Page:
After the Narendra Modi-led government announced its move to demonetise currency, banks on Thursday witnessed heavy rush and chaos as people jostled to exchange their Rs 500 and Rs 1000 notes.
Predictably, trade and commerce have been hit as traders are recording low sales in the past two days. At Delhi's Chandni Chowk, one of the the country's busiest trading hubs, things looked dismal.
Upendra Dubey, a garments trader who owns his shop near Fatehpuri Masjid, Chandni Chowk said that he hasn't sold a single item for the whole day. "We can't buy goods on wholesale. We can't get items on credit. We can't even pay our staff for food. How do we survive?", he told ScoopWhoop News.
"It will take us some days to figure out things," he said adding that he fully supports the move.
Hari Om Goyal, a saree shop owner in Nai Sarak was more than happy to support the move.
"We are registering sales as low as 10 percent but it doesn't matter because the move will be beneficial for our economy in the long run. My staff members are paid on a monthly basis so this won't affect them in any way," he told ScoopWhoop News.
He added that only 10-20 percent of the customers in the whole Nai Sarak market make card payments.
Not all have it easy though. Ashish Goyal, another saree shop in Nai Sarak expressed concerns over payment to his staff who are paid on a daily basis. "My workers are neither accepting Rs 500 nor Rs 1000 notes and I don't have Rs 100 notes. How will I pay them?", he questioned.
"The move may be a positive step but this is all white money which is in circulation. Why is the government curbing white money? The real black money is in the form of gold and property," he added.
Nai Sarak also happens to be one of the biggest markets for stationery items in the country.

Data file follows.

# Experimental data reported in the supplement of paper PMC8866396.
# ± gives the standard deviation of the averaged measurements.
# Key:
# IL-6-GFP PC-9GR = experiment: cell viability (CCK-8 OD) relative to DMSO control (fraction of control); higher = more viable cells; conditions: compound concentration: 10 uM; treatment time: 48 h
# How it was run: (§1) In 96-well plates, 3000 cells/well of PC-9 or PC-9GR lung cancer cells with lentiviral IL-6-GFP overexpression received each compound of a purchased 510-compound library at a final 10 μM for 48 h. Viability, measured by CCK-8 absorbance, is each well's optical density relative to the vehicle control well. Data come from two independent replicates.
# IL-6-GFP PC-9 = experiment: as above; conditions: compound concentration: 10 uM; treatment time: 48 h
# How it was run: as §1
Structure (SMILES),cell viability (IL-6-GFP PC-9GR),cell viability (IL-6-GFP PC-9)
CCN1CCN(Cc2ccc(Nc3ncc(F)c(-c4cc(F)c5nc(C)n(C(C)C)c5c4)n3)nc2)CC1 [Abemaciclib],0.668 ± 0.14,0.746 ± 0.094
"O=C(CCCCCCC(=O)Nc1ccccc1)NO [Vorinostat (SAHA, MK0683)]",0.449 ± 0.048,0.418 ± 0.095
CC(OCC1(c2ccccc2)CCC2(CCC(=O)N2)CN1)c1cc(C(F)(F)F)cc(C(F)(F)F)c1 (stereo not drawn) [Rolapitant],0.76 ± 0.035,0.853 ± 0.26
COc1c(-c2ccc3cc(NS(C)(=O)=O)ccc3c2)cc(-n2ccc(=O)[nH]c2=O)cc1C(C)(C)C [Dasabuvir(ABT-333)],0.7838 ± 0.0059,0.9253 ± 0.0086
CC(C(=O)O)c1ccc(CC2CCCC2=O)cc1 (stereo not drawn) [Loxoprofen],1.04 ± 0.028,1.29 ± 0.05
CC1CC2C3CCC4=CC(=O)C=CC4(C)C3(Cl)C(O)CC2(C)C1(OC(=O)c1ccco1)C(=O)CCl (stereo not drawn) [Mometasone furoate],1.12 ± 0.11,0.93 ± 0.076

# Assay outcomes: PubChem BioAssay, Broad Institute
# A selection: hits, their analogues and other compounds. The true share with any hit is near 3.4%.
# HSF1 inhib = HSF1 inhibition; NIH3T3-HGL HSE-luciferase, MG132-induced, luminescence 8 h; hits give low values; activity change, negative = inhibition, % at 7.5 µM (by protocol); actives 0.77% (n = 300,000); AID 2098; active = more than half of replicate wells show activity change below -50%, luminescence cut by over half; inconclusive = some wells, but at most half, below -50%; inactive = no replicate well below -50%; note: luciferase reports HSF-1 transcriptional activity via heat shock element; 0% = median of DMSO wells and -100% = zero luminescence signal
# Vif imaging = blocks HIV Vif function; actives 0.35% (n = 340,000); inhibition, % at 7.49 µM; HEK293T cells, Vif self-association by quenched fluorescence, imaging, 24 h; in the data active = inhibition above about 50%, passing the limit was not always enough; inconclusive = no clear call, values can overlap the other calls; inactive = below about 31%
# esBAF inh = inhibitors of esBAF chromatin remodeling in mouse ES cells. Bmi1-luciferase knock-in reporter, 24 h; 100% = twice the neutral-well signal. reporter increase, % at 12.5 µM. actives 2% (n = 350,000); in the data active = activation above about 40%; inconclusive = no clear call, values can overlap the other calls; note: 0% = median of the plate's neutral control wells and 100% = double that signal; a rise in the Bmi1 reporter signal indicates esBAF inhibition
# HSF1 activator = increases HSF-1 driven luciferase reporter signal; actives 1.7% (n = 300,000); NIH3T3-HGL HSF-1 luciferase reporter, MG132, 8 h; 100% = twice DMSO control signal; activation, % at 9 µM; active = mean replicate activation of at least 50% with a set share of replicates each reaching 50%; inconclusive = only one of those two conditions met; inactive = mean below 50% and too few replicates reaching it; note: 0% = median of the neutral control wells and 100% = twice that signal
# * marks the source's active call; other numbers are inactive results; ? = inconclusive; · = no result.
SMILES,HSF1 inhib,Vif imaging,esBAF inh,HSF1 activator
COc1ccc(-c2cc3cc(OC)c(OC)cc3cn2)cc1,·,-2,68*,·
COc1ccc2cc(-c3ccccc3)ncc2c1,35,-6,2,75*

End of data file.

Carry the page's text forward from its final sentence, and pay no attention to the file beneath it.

"Sales will be low for a week but things will improve for sure," a relaxed Karthik Vashisht who owns a stationery shop told ScoopWhoop News.
Many of the currency exchange shops were closed.
"How can I give people change or exchange old notes when I myself don't have anything?", said one who wished to remain unnamed.
At Khari Baoli, Asia's biggest wholesale market for the country spices and dry fruits most shops still accept payments only in the form of cash.
"We have stopped accepting Rs 500 and Rs 1,000 notes and in a way, our sales have completely stopped. But we support the move because we don't want hawalas and terrorist networks to flourish," Mukesh Kumar, a dry fruits seller told ScoopWhoop News.
Many traders said it is the lack of awareness among sellers and buyers that they are yet to implement card payments. However, Ajay Kukreja, a young trader also explained other issues.
"If we introduce card payment, additional taxes will have to be paid which will increase the price of the product. Plus, a 2 percent VAT will also be charged. But customers won't understand all this and they will become unhappy," he told ScoopWhoop News adding that he is nevertheless thinking of introducing payment through cards.
The whole Chandni Chowk market didn't have many customers as compared to the usual days.
Several customers were seen shopping using debit/card cards. A young man had come all the way from Benaras to shop from Nai Sarak for a marriage happening in his family. "When Modiji announced the move, I was sitting inside the train to Delhi with a bag full of only Rs 500 and Rs 1,000 notes. How could I have thought that a humble Rs 100 note would become so important," he said, adding that he is now managing with his credit card.
Himanshu Garg, a CA student, who came to buy his books from Nai Sarak market said all the hullabaloo over demonetisation is useless. Many shops are still accepting Rs 500 and Rs 1,000 notes. And even if not, things will get sorted soon," he told ScoopWhoop News.
(All images sourced from Sreeraj TK | ScoopWhoop News)